Though the PAC has recommended to “review Timber Extraction and Distribution Modality (TEDM), 2017 to enable NRDCL as a sole distributor of timber (log form) in the country,” he says that if the DoF is there, the rooms for improvement are little. He mentioned that with such rules NRDCL fulfil its dual roles. “The PAC has not come up with the authority that NRDCL requires,” he said.  
On PAC’s remarks that “NRPC fixing of prices of natural resources shows inadequacies in terms of process, and methods of fixing prices as well as system of functioning of the committee,” a civil servant said it should be left to the market forces. “I do not understand on what basis and how prices are fixed on precious natural resources,” he said. He underlined that in “some ways,” NRDCL has not been able to communicate well. “For instance, the current rise in sand prices is due to increase in transportation charges. But people feel that NRDCL has increased sand price,” he said. 
Meanwhile a Thimphu resident watching the discussions said “elected leaders should be aware of an institution’s history and how activities are conducted.” This remark was made on a member of parliament saying that if NRDCL can harvest only 30 percent of timber, it shows NRDCL’s weaknesses. “He did not know that the DoF permits NRDCL to harvest only 30 percent. If you don’t know you should remain quiet,” he said.  Total volume of timber extracted by NRDCL constitute 30% only. Rest 70% constitute direct approval accorded by Department of Forestry and Park Services (DoFPS) in standing form for rural use. 
The PAC report contained other social mandates that NRDCL is involved in, such as construction of roads; initiating the Green Compensatory Plantation Program in collaboration with its sister companies besides the normal plantation activities and others. It also highlighted that the investment decision based on the then Government Executive Order 2010 to establish crushing plants in different locations་ had adverse impact on the profitability of the company through 2011-2019, which incurred accumulated loss of Nu.244 million.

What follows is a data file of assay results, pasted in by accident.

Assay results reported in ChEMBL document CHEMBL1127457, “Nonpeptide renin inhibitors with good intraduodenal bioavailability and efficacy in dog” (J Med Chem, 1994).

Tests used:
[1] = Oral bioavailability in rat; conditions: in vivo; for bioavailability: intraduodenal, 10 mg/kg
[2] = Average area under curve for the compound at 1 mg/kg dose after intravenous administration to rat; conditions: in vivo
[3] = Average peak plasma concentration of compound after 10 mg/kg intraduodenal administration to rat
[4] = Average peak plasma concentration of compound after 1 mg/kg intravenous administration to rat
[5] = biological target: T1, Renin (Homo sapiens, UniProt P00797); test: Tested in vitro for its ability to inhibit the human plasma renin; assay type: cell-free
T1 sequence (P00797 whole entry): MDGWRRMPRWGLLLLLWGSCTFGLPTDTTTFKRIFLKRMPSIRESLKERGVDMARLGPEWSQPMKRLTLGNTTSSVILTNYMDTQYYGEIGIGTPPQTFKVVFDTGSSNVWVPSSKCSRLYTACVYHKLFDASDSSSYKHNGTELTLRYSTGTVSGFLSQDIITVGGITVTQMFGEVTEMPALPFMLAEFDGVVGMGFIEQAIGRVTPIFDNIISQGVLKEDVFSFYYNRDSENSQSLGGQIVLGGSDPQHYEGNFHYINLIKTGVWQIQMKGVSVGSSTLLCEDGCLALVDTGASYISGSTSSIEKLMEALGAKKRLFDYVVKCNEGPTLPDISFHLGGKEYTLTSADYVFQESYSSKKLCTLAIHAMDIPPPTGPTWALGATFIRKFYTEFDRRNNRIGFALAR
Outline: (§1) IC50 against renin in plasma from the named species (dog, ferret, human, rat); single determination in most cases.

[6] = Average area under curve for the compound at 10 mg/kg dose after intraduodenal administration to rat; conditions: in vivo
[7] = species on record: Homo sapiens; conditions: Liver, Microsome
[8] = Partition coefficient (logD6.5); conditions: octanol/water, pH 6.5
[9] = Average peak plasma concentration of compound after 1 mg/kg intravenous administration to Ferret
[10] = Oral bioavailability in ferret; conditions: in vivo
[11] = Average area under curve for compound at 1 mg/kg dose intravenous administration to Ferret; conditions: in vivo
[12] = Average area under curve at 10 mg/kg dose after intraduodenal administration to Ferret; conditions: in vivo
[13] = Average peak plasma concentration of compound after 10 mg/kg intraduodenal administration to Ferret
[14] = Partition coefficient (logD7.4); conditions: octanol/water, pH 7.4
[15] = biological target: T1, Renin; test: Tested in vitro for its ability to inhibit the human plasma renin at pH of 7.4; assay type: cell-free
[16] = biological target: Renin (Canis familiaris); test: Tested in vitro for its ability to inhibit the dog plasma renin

The Committees’ findings concerned lack of compliance monitoring and transparency found in the timber pricing. “Public are unaware about the rates fixed by the Natural Resource Pricing Committee (NRPC),” it said. The committee has further mentioned that in terms of extraction of timber, the NRDCL operates only around 30% of the total timber allotted annually for extraction, out of which 50% is supplied to Association of Wood Based Industries (AWBI). “The 50% supplied to AWBI is distributed among its members which is represented by 111 wood-based industries but does not represent all license holders (saw millers),” it says and also mentions that due to duality of mandates (social and commercial) NRDCL has not been able to achieve its optimal commercial interests. 
It recommended the Ministry of Agriculture and Forests to review, enforce and monitor the NRPC rates and raise awareness to the consumers. A recommendation to review Timber Extraction and Distribution Modality (TEDM), 2017 to enable NRDCL as a sole distributor of timber (log form) in the country was also made. It also said that NRDCL should operationalize its Corporate Strategic Plan (CSP) through annual plans and enhance robust control measures and formalize the Enterprise Resource Planning (ERP) system to optimize cost efficiency and productivity.